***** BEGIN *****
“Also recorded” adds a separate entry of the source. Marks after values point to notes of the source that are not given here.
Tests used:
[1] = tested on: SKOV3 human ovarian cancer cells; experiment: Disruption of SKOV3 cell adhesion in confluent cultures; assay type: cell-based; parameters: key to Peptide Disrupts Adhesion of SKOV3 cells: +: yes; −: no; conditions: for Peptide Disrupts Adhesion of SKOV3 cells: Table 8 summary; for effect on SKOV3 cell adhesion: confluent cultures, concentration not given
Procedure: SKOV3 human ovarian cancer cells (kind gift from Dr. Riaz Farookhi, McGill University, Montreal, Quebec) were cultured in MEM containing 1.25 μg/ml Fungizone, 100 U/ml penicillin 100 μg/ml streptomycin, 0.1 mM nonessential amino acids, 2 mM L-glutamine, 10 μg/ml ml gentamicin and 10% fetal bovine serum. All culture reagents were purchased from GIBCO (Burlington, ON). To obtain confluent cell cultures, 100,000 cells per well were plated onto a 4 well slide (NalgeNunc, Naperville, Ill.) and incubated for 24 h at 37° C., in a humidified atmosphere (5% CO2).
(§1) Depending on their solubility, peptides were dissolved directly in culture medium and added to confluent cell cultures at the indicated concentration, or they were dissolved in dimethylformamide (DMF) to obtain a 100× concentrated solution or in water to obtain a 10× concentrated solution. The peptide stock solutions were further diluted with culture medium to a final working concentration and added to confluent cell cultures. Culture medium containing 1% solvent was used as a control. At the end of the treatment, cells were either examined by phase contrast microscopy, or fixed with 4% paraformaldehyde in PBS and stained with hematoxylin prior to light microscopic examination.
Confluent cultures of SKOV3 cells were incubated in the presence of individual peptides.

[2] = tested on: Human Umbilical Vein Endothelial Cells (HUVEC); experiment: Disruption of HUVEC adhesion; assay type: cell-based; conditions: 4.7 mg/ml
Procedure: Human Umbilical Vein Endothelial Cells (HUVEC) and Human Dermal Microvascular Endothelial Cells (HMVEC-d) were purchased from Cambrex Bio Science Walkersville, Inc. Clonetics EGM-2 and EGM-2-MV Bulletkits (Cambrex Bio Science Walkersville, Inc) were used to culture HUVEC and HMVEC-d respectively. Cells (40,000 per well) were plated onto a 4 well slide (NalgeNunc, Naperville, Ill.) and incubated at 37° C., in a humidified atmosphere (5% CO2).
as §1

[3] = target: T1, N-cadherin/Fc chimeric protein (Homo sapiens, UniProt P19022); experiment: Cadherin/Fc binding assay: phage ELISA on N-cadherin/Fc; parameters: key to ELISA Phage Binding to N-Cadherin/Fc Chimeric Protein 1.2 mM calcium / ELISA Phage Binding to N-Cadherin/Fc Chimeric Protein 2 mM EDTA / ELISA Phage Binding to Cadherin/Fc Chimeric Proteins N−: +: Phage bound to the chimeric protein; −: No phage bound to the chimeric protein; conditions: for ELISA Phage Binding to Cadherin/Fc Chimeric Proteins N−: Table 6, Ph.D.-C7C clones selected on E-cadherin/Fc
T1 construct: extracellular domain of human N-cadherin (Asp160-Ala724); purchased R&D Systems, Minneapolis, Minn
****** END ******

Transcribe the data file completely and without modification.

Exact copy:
“Also recorded” adds a separate entry of the source. Marks after values point to notes of the source that are not given here.
Tests used:
[1] = tested on: SKOV3 human ovarian cancer cells; experiment: Disruption of SKOV3 cell adhesion in confluent cultures; assay type: cell-based; parameters: key to Peptide Disrupts Adhesion of SKOV3 cells: +: yes; −: no; conditions: for Peptide Disrupts Adhesion of SKOV3 cells: Table 8 summary; for effect on SKOV3 cell adhesion: confluent cultures, concentration not given
Procedure: SKOV3 human ovarian cancer cells (kind gift from Dr. Riaz Farookhi, McGill University, Montreal, Quebec) were cultured in MEM containing 1.25 μg/ml Fungizone, 100 U/ml penicillin 100 μg/ml streptomycin, 0.1 mM nonessential amino acids, 2 mM L-glutamine, 10 μg/ml ml gentamicin and 10% fetal bovine serum. All culture reagents were purchased from GIBCO (Burlington, ON). To obtain confluent cell cultures, 100,000 cells per well were plated onto a 4 well slide (NalgeNunc, Naperville, Ill.) and incubated for 24 h at 37° C., in a humidified atmosphere (5% CO2).
(§1) Depending on their solubility, peptides were dissolved directly in culture medium and added to confluent cell cultures at the indicated concentration, or they were dissolved in dimethylformamide (DMF) to obtain a 100× concentrated solution or in water to obtain a 10× concentrated solution. The peptide stock solutions were further diluted with culture medium to a final working concentration and added to confluent cell cultures. Culture medium containing 1% solvent was used as a control. At the end of the treatment, cells were either examined by phase contrast microscopy, or fixed with 4% paraformaldehyde in PBS and stained with hematoxylin prior to light microscopic examination.
Confluent cultures of SKOV3 cells were incubated in the presence of individual peptides.

[2] = tested on: Human Umbilical Vein Endothelial Cells (HUVEC); experiment: Disruption of HUVEC adhesion; assay type: cell-based; conditions: 4.7 mg/ml
Procedure: Human Umbilical Vein Endothelial Cells (HUVEC) and Human Dermal Microvascular Endothelial Cells (HMVEC-d) were purchased from Cambrex Bio Science Walkersville, Inc. Clonetics EGM-2 and EGM-2-MV Bulletkits (Cambrex Bio Science Walkersville, Inc) were used to culture HUVEC and HMVEC-d respectively. Cells (40,000 per well) were plated onto a 4 well slide (NalgeNunc, Naperville, Ill.) and incubated at 37° C., in a humidified atmosphere (5% CO2).
as §1

[3] = target: T1, N-cadherin/Fc chimeric protein (Homo sapiens, UniProt P19022); experiment: Cadherin/Fc binding assay: phage ELISA on N-cadherin/Fc; parameters: key to ELISA Phage Binding to N-Cadherin/Fc Chimeric Protein 1.2 mM calcium / ELISA Phage Binding to N-Cadherin/Fc Chimeric Protein 2 mM EDTA / ELISA Phage Binding to Cadherin/Fc Chimeric Proteins N−: +: Phage bound to the chimeric protein; −: No phage bound to the chimeric protein; conditions: for ELISA Phage Binding to Cadherin/Fc Chimeric Proteins N−: Table 6, Ph.D.-C7C clones selected on E-cadherin/Fc
T1 construct: extracellular domain of human N-cadherin (Asp160-Ala724); purchased R&D Systems, Minneapolis, Minn